It is argued that worldwide efforts to shift agricultural land management to practices which sequester excess atmospheric carbon may only provide a small percentage of the sequestration capacity that is required to mitigate climate change. (Schlesinger, 2022). Although the carbon sequestration capacity of agricultural soils may be marginal, the co-benefits provided by managing agricultural soils to sequester carbon are significant. Co-benefits include improved soil function (or soil health), improved production system resiliency, and reduced soil, air, and water pollution.
From land management, scientific, and policy perspectives, it can be important directly measure soil carbon levels. Soil carbon levels are quantified using Soil Organic Carbon (SOC). SOC is a measurable fraction of Soil Organic Matter (SOM) (a commonly measured soil property) (Moorberg and Crouse, 2017). While SOM comprises a small percentage of most soil mass (between 2-10%), it plays an important role in the biophysical function of soils. SOC refers to only the carbon component of SOM (Government of Western Australia, 2021).
Measuring SOC at the field and landscape scales poses significant methodological and cost challenges. Sampling methodologies must be temporally and spatially representative and SOC must be measured at the correct depth in the soil profile. At the same time, the large numbers of soil samples required for proper temporal and spatial representation and relatively deep soil cores would incur significant labor costs for sample collection and lab analysis. A World Bank carbon sequestration guidebook states that methodological challenges and high costs remain a significant barrier to “implementing transparent, accurate, consistent, and comparable methods for [the] measurement” of carbon sequestration (2021, 7).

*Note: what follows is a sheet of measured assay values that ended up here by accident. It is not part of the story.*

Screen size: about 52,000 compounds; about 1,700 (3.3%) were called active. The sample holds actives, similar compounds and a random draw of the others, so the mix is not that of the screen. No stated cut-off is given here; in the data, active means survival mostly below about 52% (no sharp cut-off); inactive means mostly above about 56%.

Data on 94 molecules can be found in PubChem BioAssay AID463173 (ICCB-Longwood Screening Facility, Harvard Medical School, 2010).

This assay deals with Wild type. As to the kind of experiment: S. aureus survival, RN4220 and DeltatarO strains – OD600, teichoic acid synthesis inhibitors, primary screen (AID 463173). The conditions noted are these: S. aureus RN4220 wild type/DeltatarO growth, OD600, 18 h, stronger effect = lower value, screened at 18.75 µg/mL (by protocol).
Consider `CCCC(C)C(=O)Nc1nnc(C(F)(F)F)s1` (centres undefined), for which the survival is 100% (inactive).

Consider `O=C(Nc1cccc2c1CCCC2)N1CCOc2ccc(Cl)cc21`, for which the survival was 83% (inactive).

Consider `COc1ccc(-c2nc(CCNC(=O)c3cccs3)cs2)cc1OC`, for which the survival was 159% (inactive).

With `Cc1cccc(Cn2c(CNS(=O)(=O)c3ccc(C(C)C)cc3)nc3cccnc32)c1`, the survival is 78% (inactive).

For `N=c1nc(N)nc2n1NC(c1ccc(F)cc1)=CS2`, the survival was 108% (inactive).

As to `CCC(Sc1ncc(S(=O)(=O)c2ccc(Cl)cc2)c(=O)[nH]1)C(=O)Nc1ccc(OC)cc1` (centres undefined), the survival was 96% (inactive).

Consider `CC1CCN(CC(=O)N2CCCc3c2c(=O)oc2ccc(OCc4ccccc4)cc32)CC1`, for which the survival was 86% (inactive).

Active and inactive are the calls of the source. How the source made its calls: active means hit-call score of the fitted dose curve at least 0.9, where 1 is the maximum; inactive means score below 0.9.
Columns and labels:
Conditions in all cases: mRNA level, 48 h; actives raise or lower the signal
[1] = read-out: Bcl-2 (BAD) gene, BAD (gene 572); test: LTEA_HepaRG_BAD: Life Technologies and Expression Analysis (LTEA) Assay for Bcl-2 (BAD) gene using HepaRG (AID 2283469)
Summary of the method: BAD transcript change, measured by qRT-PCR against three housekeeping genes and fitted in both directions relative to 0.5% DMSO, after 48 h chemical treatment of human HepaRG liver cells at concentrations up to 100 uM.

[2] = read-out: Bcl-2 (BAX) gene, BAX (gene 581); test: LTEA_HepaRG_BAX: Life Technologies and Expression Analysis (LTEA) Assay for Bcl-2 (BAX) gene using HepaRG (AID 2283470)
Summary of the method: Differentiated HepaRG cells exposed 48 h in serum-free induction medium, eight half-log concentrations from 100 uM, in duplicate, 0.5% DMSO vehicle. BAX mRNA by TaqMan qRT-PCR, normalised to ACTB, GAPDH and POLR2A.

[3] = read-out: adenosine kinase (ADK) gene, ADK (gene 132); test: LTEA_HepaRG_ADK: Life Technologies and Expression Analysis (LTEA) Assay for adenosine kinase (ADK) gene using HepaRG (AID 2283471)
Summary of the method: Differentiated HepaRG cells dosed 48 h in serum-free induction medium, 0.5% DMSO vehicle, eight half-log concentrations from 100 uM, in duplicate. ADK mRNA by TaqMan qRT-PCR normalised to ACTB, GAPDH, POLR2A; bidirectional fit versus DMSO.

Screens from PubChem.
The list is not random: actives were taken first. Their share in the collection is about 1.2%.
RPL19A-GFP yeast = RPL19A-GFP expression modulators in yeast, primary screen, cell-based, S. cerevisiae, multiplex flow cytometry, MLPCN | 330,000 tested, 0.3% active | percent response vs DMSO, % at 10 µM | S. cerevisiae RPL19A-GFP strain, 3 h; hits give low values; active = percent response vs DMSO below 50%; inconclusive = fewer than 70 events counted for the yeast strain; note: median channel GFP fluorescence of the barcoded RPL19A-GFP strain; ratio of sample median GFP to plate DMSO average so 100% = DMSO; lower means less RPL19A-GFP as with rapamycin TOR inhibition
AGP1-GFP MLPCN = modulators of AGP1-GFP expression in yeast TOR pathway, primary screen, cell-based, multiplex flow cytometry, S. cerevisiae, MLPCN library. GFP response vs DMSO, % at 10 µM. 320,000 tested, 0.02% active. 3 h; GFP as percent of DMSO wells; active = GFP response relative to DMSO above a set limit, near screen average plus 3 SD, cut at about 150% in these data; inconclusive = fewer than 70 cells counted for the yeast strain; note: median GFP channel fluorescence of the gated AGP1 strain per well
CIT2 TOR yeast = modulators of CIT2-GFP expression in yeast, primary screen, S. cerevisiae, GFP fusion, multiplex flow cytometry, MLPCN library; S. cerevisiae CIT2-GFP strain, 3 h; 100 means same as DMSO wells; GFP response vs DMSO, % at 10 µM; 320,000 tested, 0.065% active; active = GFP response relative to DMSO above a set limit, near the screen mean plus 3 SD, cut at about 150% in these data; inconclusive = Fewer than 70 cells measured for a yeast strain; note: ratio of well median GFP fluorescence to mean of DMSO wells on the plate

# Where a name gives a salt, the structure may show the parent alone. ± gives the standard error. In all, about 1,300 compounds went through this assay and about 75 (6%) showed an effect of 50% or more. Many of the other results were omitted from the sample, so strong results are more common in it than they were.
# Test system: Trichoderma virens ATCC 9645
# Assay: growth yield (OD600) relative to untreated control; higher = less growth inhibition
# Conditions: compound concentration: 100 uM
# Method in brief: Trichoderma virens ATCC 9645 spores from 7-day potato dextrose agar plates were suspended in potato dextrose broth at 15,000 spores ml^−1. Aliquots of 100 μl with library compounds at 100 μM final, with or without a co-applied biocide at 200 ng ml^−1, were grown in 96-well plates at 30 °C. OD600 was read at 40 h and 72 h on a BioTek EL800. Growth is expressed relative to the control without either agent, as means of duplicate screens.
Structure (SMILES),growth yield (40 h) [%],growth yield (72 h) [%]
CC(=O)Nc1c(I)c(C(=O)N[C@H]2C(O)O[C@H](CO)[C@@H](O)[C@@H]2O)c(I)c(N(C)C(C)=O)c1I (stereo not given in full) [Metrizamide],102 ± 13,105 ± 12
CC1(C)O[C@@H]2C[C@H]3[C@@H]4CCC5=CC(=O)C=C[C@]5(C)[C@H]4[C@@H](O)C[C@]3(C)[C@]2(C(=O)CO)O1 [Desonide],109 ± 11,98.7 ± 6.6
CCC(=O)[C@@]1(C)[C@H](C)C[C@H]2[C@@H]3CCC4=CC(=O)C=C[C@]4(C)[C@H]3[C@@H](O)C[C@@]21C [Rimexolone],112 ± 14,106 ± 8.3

Over the short term SOC levels tend to fluctuate throughout the year based on seasonal fluctuations in precipitation (Abram 2020). Over the longer term (such as five or ten year intervals), SOC levels can be slow to change, even with shifts to carbon sequestration-focused land management practices (Department of Agriculture and Food, Western Australia 2013; World Bank 2021). SOC measurements must be timed in a manner that allows for accurate quantification over both seasonal and multi-year time scales.
SOC changes can be highly variable across fields and landscapes and are closely tied to biotic and abiotic factors such as historical and present-day farm management practices, soil type distribution, landscape position, and climate (Tautges et al. 2019; Morais, Teixeira, and Domingos 2019). SOC measurements must accommodate for spatial variability at the field and landscape scales.
To account for the spatial and temporal variability described above, it is recommended that SOC measurements be taken at a depth of 30cm or even deeper (Slessarev et al. 2021). Soil samples taken at proper depths require vehicle-mounted hydraulic probes (Franzen 2018).
Sampling SOC at temporally and spatially representative intervals at proper depths at the field and landscape scales requires large numbers of soil samples (NC State Extension 2017). The testing of soil samples for SOC is related to SOM and uses common soil lab equipment. SOC can be measured by most commercial soil labs. However, measuring SOC in lab settings is a labor-intensive process, especially when large numbers of samples are involved (FAO 2019).
The direct measurement of SOC at the field and landscapes scales can be useful for scientific, land management, and policy purposes. However, the methodological and cost barriers posed by representative soil sampling raises questions about the practicality of using SOC as an indicator for measuring the effectiveness of carbon sequestration-focused agricultural practices.